Press release: Job satisfaction of temporary agency workers at a high level
The Temporary Agency Worker Study 2011, commissioned by the personnel services company VMP Group, indicates that:
- According to most gauges, temporary agency workers are more satisfied with their work than the control group.
- The majority of temporary workers feel that their situation would be more difficult, if they were not able to do temporary work.
- The majority of interviewees are interested in part-time work for family reasons and at an age close to retirement.
- The majority of temporary workers would have a positive or neutral attitude if their closest colleague were an immigrant or a foreigner.
On commission of the VMP Group, the market research company Taloustutkimus Oy interviewed over 1,600 temporary agency workers and over 800 corporate employers who lease staff. The interviews were conducted at the end of last year and at the beginning of this year. This was the fourth Temporary Agency Worker Survey; similar surveys were also carried out in 2003, 2005 and 2007. However, this was the first time that temporary agency workers were compared with other Finnish workers. For the control group, 2,824 persons who had evaluated their employer were selected from a personnel survey carried out by Taloustutkimus in the spring of 2010.
Temporary agency workers have an employment relationship with the personnel service company, but they work for the user company. Therefore, the personnel service company bears the employer’s responsibilities, such as wages and other employer payments, and it bills the user company for the work of the leased staff.
High levels of job satisfaction
Seven out of ten temporary agency workers were satisfied with their work, and their level of satisfaction was higher than among workers in general. Among temporary agency workers, the level of work satisfaction was 3.85 on a scale of 1 to 5, when among the control group, the figure was 3.59.
– Temporary agency personnel were also more excited about their work than the control group, and they felt appreciated as employees more often than the control group. Temporary agency workers were significantly more often willing to recommend their employer to others, says Research Director Merja Tuominen of Taloustutkimus.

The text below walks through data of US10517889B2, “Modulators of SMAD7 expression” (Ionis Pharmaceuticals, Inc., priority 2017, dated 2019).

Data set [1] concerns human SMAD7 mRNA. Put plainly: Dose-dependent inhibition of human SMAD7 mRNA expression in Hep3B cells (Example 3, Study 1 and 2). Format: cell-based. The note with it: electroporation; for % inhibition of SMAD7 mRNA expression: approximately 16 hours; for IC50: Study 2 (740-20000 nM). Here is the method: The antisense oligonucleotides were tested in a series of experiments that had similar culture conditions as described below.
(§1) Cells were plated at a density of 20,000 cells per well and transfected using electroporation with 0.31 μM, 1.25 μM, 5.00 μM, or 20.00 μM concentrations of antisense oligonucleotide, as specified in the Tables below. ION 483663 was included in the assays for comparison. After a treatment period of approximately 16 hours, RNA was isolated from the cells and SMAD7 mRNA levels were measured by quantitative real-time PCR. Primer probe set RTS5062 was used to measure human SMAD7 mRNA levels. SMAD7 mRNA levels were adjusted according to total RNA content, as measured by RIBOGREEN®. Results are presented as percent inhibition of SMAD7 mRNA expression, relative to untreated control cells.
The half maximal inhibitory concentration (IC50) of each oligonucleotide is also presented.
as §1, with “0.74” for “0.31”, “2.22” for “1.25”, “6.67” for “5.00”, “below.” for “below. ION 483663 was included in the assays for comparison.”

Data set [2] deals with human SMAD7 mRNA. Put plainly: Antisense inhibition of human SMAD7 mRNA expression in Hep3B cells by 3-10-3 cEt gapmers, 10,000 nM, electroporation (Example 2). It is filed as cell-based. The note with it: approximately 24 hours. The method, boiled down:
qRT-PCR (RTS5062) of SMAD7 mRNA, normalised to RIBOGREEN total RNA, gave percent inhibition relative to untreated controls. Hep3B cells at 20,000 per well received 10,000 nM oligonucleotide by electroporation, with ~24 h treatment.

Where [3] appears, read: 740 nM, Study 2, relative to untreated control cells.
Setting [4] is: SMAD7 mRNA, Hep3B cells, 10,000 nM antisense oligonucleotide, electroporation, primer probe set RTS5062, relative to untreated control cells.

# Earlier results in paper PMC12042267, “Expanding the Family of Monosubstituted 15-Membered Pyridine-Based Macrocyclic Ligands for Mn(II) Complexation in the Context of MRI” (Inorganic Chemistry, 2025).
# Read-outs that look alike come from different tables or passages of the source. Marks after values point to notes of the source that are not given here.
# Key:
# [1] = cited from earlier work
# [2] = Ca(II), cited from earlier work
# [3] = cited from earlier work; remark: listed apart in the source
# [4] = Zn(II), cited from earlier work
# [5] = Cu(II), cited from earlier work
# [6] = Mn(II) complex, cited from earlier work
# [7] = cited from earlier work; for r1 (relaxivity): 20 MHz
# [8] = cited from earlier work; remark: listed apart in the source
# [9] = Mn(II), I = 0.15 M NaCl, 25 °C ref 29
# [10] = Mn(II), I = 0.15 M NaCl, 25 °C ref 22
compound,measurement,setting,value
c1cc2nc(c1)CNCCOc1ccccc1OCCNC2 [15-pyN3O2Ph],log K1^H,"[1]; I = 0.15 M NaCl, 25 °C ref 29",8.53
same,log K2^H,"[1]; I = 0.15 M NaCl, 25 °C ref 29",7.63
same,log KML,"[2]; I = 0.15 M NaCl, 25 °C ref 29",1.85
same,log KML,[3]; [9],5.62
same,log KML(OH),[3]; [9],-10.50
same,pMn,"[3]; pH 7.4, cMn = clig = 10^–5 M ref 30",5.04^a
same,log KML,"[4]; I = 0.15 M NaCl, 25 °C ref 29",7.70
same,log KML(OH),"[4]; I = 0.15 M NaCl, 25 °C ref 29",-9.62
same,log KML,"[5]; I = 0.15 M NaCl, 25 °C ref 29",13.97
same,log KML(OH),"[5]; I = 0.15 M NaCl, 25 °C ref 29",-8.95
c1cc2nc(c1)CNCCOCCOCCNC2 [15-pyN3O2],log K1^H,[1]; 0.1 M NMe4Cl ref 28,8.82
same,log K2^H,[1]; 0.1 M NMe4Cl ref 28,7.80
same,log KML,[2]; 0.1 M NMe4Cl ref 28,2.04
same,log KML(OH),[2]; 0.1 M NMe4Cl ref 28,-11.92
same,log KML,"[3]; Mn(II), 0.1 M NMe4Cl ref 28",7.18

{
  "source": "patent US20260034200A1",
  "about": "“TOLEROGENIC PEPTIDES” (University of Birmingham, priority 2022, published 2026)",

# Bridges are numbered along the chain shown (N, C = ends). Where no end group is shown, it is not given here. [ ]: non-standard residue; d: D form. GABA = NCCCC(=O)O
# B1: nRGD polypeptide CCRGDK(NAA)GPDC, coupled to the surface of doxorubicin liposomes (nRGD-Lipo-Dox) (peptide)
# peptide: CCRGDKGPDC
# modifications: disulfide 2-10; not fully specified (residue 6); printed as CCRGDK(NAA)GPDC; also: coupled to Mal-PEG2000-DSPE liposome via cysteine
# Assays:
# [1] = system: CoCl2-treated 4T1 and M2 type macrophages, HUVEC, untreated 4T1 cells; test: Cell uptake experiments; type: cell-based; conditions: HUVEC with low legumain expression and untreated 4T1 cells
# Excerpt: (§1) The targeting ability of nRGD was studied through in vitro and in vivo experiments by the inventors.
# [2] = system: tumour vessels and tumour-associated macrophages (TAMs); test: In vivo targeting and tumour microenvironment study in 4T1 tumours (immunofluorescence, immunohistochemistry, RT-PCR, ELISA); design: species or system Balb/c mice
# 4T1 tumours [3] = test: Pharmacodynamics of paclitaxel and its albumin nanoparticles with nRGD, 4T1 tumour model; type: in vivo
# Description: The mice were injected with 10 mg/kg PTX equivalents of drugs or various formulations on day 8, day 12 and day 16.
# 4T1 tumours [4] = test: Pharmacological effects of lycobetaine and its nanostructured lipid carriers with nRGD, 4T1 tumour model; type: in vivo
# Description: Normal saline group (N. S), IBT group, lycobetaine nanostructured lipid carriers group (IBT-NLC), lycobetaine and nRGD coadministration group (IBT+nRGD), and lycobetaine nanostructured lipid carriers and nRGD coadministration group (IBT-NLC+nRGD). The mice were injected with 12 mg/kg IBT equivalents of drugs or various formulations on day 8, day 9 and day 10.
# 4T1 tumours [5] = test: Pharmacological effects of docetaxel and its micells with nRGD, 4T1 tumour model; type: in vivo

A total of 69% of temporary agency workers were excited about their work. Most of them (79%) were often ready to give extra effort in order to get the best possible results in their work. This number was also higher than in the control group. Most temporary agency workers, 68% of the respondents, felt that their efforts had an influence on the success of their workplace. Although one in two respondents hoped that their work would continually provide new challenges, most (61%) found their current tasks adequately versatile.
– A large part of the work satisfaction of temporary agency workers depends on the contact person. Professional, easily available and reliable contact persons are, according to the survey, one of our strengths – as is inspiring work, says Managing Director Mika Kaukonen of the VMP Group.
The majority of temporary agency workers (93%) had a positive or neutral attitude towards the idea that their closest colleague could be an immigrant or a foreigner. Only 5% of respondents had negative feelings on the matter.
Life would be difficult without temporary agency work
According to the previous surveys, the most important reason for doing temporary agency work is the difficulty of obtaining a permanent job. It was mentioned as a reason for seeking temporary agency work by 43% of the respondents. It was an especially important motive for those who do not have any other form of employment besides temporary agency work. Among young people and those who occasionally do temporary agency work, other reasons were emphasized, such as additional income and a situation that did not allow working full-time. A desire for change, the freedom of temporary agency work and the difficulty of finding permanent work were slightly less frequent reasons for seeking temporary agency work than before.